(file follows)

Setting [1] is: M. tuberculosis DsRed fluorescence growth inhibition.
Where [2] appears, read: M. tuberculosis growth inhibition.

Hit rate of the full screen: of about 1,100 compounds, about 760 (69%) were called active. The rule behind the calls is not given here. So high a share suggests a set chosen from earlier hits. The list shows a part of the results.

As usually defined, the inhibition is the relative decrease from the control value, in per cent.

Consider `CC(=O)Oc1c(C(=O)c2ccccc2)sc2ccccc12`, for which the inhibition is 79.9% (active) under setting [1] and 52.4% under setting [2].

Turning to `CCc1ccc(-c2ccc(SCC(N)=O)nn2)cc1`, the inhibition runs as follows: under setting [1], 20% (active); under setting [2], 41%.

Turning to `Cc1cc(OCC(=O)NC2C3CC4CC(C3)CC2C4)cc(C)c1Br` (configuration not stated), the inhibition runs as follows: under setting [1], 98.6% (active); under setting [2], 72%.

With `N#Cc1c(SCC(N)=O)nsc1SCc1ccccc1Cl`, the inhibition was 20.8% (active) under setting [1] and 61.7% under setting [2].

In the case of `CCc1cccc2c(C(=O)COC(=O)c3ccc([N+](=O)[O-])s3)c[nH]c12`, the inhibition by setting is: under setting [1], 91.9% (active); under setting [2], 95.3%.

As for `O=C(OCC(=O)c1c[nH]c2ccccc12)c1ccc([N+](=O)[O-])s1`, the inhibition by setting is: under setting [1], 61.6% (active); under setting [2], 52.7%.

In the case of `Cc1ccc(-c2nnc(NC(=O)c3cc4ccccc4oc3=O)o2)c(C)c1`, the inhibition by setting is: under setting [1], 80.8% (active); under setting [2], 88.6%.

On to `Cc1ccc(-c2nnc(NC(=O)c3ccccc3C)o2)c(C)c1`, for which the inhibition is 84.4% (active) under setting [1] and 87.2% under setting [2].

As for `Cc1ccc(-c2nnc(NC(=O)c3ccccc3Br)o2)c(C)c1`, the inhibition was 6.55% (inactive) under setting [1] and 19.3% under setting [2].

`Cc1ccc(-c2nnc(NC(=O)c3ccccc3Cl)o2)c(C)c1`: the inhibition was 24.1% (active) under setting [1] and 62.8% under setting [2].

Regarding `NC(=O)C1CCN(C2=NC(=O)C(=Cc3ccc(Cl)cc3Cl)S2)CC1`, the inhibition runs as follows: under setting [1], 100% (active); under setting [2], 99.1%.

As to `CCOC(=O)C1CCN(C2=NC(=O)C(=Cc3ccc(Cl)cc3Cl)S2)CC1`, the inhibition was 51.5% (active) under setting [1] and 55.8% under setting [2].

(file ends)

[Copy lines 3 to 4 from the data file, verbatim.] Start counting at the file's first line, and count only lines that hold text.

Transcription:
Hit rate of the full screen: of about 1,100 compounds, about 760 (69%) were called active. The rule behind the calls is not given here. So high a share suggests a set chosen from earlier hits. The list shows a part of the results.

As usually defined, the inhibition is the relative decrease from the control value, in per cent.